Yes, the schaden types itself.
GOP candidate Ben Carson's campaign says Carson was thinking of Middle East protests when he said he 'saw the film' of American Muslims cheering on Sept. 11; he apologizes for mistake - @KFaulders
And now, the rest of the story:(WASHINGTON) -- In a press conference following a rally in Nevada on Monday, presidential candidate Ben Carson told reporters that he saw a video of American Muslims cheering on Sept. 11, 2001, in New Jersey when the World Trade Center's twin towers fell.
When asked by ABC News if American Muslims were cheering on 9/11, Carson said “Yes.”
When asked if he specifically saw it happening he said, “I saw the film of it, yeah.”
Later in the press conference he clarified he saw it from “the newsreels” from the 9/11 coverage at the time.
Communications Director Doug Watts told ABC News later on Monday that Dr. Carson did not stand by the comments.
"He doesn't stand behind his comments to New Jersey and American Muslims," Watts told ABC News. "He was rather thinking of the protests going on in the Middle East and some of the demonstrations that we're going on in celebration of the towers going down."
Watts continued: "He doesn't stand behind his references and apologizes for the mistaken references. It was a mistake on his part and he clearly wasn't really thinking about New Jersey, he was thinking about the Middle East."
Over the weekend, fellow GOP candidate Donald Trump said he saw New Jersey residents celebrating the 9/11 terrorist attacks -- a claim that has been challenged by fact checkers.
“I watched in Jersey City, New Jersey, where thousands and thousands of people were cheering as that building was coming down,” he said in a speech on Saturday. “Thousands of people were cheering.”
Trump repeated the assertion to ABC’s George Stephanopoulos on This Week.
“It was well covered at the time, George,” Trump said Sunday. “There were people over in New Jersey that were watching it, a heavy Arab population, that were cheering as the buildings came down.”
The Washington Post called the claim “outrageous” and the independent fact-checking website, PolitiFact, concluded that Trump’s statement “flies in the face of all the evidence we could find. We rate this statement 'Pants on Fire.'”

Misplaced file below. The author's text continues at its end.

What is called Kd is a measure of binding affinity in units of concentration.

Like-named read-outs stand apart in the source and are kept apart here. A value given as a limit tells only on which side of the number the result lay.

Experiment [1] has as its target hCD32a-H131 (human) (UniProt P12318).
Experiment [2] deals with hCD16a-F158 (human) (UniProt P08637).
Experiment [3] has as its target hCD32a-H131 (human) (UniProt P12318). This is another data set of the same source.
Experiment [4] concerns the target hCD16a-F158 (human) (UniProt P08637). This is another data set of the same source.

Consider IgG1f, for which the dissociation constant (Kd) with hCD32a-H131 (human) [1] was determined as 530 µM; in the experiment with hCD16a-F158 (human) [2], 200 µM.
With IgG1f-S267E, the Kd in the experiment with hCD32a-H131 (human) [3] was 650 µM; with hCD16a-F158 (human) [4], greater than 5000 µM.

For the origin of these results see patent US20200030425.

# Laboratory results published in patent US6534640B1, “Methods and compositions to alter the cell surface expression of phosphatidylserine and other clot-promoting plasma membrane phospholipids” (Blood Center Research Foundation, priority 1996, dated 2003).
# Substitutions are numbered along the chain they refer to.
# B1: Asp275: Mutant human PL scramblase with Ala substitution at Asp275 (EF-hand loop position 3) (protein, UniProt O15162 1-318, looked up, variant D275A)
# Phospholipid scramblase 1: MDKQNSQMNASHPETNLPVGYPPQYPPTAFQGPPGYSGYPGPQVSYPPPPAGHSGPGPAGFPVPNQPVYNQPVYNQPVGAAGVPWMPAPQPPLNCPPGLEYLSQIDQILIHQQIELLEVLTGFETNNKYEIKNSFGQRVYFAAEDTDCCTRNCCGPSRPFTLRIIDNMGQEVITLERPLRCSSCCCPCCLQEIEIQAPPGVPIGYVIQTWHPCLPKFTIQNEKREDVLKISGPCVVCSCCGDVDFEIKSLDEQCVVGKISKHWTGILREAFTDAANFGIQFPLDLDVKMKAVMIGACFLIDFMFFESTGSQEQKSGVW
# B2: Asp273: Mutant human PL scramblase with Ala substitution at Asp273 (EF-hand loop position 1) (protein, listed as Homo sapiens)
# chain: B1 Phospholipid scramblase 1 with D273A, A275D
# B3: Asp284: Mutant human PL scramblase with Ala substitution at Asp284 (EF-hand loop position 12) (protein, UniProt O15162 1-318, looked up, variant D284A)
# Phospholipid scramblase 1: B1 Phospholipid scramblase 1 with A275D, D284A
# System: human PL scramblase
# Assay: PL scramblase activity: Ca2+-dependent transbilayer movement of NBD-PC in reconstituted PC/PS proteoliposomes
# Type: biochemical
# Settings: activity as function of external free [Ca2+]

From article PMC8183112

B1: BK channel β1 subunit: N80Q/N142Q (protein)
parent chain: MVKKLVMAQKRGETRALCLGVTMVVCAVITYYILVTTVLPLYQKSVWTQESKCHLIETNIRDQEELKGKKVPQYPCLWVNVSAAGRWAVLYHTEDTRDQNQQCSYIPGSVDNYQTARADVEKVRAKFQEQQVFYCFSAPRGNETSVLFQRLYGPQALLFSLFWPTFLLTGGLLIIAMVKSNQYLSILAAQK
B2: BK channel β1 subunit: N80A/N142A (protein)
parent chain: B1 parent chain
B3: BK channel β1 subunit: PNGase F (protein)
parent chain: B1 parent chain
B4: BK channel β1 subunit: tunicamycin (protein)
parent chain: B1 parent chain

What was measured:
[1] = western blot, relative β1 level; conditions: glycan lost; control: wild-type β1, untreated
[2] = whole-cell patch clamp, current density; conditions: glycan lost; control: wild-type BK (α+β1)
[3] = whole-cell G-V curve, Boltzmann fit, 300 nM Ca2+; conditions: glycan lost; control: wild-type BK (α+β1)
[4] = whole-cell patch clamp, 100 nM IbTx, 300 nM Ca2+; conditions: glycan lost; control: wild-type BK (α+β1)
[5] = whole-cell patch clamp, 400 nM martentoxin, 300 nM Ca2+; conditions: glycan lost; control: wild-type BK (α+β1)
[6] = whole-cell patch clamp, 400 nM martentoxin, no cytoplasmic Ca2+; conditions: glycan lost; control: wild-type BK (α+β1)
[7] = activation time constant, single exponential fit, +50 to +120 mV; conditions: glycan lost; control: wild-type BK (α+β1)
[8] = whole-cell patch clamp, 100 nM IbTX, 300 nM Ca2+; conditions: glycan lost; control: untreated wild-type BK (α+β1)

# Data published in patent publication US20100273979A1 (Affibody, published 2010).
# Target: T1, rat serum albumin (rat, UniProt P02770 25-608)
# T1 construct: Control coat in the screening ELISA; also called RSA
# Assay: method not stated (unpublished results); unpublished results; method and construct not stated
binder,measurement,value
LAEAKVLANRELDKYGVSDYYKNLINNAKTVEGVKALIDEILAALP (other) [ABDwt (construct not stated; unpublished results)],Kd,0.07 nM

On Monday, Trump tweeted a link to a Sept. 18, 2001, Washington Post story:But The Post's fact-checker refuted the notion that the reported allegations in the story back up Trump’s claim.Via @washingtonpost 9/18/01. I want an apology! Many people have tweeted that I am right! https://t.co/CpsMxs54qv pic.twitter.com/wrDEhXJlvR— Donald J. Trump (@realDonaldTrump) November 23, 2015
Copyright © 2015, ABC Radio. All rights reversed.
The Washington Post spoke to Jerry Speziale, the police commissioner of Paterson, N.J., for his response to Trump’s claims and he said: “That is totally false. That is patently false. That never happened. There were no flags burning, no one was dancing. That is bullshit.”
Speziale’s statement might not be completely accurate because as Jim Galloway, a journalist at the Atlanta Journal Constitution, noted yesterday: “As the towers came down, some people indeed saw a group of five — not thousands, but five — Middle Eastern men clowning around and photographing themselves in front of the burning towers from the New Jersey waterfront. They weren’t Arabs, and they weren’t Muslims.”
At that time, an FBI bulletin was issued warning law enforcement officers across the New York-New Jersey area to watch for a “vehicle possibly related to New York terrorist attack”: Twenty-five minutes after the alert had been sent out, the van was stopped by officers with the East Rutherford Police Department who arrested its five occupants who all turned out to be Israelis.